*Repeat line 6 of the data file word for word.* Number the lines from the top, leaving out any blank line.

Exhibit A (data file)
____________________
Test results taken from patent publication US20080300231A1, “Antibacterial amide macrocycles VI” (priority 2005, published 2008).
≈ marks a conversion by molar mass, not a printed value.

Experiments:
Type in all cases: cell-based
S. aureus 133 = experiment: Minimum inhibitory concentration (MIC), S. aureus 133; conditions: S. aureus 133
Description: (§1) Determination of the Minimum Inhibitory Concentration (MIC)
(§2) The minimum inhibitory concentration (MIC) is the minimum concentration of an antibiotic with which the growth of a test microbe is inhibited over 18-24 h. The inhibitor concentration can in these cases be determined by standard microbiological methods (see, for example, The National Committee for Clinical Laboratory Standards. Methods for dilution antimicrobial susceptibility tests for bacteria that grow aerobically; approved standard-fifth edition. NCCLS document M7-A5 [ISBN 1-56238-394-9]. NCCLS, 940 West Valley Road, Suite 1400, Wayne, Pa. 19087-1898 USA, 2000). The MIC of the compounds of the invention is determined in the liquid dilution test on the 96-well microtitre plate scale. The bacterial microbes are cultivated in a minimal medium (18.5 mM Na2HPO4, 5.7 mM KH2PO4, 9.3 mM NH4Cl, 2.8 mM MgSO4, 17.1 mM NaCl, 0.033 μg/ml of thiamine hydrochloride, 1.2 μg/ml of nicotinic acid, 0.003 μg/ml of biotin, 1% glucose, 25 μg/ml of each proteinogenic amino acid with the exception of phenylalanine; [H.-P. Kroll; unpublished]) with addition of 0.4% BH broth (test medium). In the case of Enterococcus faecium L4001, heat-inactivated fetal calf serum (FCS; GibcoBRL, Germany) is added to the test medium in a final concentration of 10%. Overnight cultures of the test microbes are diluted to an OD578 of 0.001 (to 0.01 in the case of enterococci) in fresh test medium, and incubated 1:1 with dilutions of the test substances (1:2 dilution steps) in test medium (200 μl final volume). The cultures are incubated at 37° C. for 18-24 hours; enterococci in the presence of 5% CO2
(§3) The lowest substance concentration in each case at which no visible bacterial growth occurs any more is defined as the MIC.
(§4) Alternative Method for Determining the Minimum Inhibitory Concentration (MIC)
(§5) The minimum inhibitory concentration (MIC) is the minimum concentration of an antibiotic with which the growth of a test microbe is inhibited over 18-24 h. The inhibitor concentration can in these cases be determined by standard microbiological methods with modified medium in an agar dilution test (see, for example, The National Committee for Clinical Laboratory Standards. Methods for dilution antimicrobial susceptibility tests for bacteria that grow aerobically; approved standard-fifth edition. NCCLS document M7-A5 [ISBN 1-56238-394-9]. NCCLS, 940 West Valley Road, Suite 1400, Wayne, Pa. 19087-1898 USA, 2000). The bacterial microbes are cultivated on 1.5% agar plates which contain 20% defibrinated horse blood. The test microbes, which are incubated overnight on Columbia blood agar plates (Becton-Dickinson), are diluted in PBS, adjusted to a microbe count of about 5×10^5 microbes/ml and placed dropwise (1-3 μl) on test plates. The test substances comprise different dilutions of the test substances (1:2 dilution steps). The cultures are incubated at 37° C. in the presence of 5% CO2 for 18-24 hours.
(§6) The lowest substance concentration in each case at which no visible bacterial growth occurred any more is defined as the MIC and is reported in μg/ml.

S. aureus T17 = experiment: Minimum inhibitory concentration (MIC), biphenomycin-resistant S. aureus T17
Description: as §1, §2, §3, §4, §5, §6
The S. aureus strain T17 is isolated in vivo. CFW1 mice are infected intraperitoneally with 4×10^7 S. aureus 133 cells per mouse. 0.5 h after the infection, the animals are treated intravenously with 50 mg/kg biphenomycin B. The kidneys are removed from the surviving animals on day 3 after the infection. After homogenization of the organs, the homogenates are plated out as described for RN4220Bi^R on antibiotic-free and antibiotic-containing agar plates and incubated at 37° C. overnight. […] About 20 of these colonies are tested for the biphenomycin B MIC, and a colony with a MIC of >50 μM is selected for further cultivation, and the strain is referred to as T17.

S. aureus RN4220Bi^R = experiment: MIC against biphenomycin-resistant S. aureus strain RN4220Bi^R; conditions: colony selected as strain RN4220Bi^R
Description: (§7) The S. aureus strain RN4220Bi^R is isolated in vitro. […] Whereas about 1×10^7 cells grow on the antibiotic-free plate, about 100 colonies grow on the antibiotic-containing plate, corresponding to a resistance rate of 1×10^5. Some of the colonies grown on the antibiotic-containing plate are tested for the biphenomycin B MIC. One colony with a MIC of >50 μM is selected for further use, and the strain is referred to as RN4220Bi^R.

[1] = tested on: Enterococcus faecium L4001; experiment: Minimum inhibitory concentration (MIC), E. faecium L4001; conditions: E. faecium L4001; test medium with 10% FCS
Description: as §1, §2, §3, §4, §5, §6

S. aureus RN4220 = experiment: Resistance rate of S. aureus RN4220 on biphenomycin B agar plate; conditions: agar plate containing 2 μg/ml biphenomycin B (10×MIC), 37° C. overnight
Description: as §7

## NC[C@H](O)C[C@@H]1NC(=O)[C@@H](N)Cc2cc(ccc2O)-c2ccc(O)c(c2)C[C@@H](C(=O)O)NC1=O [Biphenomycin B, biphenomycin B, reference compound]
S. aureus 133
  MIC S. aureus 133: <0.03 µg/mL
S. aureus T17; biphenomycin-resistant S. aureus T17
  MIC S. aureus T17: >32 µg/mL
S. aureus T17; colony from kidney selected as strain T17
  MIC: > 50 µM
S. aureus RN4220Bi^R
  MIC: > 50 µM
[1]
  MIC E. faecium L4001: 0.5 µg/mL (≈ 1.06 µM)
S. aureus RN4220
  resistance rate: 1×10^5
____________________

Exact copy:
Description: (§1) Determination of the Minimum Inhibitory Concentration (MIC)